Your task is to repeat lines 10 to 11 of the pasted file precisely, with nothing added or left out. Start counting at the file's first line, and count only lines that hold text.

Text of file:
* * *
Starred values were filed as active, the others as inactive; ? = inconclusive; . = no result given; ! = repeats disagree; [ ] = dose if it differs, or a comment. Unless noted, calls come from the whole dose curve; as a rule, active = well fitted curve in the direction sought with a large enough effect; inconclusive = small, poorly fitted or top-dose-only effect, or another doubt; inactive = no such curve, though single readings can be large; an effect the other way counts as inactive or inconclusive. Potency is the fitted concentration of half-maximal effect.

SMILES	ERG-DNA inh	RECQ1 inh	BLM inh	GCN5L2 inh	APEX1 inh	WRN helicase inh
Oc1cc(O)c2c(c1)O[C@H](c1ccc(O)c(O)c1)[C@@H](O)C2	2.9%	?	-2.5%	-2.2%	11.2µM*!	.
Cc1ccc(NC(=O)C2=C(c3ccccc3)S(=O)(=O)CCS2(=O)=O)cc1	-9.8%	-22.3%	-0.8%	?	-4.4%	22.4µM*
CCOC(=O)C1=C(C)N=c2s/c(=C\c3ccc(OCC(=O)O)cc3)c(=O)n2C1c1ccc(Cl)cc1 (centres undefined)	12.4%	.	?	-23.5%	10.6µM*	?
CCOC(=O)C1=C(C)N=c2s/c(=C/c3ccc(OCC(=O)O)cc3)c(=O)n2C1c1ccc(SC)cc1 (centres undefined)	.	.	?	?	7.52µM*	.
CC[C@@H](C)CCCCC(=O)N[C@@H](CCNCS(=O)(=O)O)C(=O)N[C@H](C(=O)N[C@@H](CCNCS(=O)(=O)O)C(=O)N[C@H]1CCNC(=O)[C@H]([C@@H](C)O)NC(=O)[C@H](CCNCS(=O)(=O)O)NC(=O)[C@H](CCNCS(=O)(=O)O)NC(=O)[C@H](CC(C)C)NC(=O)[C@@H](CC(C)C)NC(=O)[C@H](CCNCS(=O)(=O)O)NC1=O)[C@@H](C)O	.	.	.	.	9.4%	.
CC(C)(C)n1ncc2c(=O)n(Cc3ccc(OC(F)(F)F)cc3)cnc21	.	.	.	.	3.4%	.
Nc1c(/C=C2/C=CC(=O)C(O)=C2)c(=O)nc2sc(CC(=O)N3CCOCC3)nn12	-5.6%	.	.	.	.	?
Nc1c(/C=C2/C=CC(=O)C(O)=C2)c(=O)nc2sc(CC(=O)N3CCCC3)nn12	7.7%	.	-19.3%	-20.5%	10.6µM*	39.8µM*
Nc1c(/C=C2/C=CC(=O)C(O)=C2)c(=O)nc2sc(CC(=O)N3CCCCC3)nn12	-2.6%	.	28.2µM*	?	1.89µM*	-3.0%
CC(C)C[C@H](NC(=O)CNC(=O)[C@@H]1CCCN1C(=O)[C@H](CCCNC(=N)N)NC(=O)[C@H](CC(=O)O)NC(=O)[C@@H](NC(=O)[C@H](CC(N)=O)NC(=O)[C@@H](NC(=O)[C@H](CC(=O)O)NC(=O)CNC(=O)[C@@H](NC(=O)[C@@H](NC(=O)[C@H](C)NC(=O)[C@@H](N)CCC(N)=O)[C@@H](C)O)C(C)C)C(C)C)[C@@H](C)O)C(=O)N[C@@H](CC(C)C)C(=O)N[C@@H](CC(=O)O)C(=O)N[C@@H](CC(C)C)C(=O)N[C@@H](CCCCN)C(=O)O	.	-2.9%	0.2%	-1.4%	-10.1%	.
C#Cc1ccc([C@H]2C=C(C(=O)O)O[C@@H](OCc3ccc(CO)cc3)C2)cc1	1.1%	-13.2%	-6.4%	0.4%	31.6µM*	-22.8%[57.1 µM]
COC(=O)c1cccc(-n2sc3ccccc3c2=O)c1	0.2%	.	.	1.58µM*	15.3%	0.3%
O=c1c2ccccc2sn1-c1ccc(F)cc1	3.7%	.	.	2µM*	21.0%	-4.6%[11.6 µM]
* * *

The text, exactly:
Nc1c(/C=C2/C=CC(=O)C(O)=C2)c(=O)nc2sc(CC(=O)N3CCCC3)nn12	7.7%	.	-19.3%	-20.5%	10.6µM*	39.8µM*
Nc1c(/C=C2/C=CC(=O)C(O)=C2)c(=O)nc2sc(CC(=O)N3CCCCC3)nn12	-2.6%	.	28.2µM*	?	1.89µM*	-3.0%